Monday, 3 January 2011

Historic Site's Powerful Role

One of the first sites in Sheffield to use water power could soon be generating its own electricity.

Sheffield Renewables, the community enterprise that develops and operates renewable energy schemes wants to install a modern water wheel as part of a hydropower scheme at Kelham Island.

The organisation has teamed up with regeneration officers at Sheffield City Council, and Kelham Island Museum, part of Sheffield Industrial Museums Trust to launch the initiative which could generate 75,000 kWh of electricity a year.

That would be enough to power 20 typical family homes and prevent around 40 tonnes of carbon dioxide a year being released into the atmosphere.

John Hamshere, chief executive of Sheffield Industrial Museums Trust said: "We are very excited about this project because Kelham Island is one of the earliest water power sites in Sheffield.

"This scheme blends our commitment to sustainable energy with our responsibilities for preserving and promoting Sheffield's industrial heritage."

The wheel pit is one of the earliest industrial sites in Sheffield, where water power could have been harnessed as far back as the Middle Ages. The replacement wheel will be designed for a flow of two tonnes of water per second.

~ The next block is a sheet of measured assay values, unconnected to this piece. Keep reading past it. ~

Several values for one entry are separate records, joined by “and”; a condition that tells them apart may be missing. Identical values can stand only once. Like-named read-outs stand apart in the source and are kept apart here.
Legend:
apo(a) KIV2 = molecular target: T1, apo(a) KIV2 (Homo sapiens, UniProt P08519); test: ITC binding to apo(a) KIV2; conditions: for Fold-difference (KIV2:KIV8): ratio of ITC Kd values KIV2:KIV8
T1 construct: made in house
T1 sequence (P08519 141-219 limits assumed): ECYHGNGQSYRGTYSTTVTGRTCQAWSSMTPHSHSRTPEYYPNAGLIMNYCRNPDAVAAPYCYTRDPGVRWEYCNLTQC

Sheffield Renewables says the water wheel will be an educational and visitor attraction in what is an increasingly popular area.

After submitting a planning application, the next steps will include further technical development, the submission of an application for an abstraction licence and a significant fundraising drive.

Sheffield Renewables says it welcomes comments and questions about the scheme, especially from anyone living nearby.

For information, visit

This is a great idea I've always though the sluices on the locks on the Chesterfield Canal could be used in the same manner, they may not provide lots of energy but should easily be enough for local street lighting! It's also great that people are realising there is plenty of free energy out there - all we need now is for people to put sails back on all those beautiful abandoned windmills scattered throughout the area too.  I know there's lots of debate about how much energy the big turbines provide but that's just bad design rather than a bad idea.  This would help to protect these buildings and canal and provide upkeep money for their restoration.  As British Waterways is now a charity again it'll be important to find as much money as possible to avoid the state of the canals going back to the 1950's closures

No comments:

Post a Comment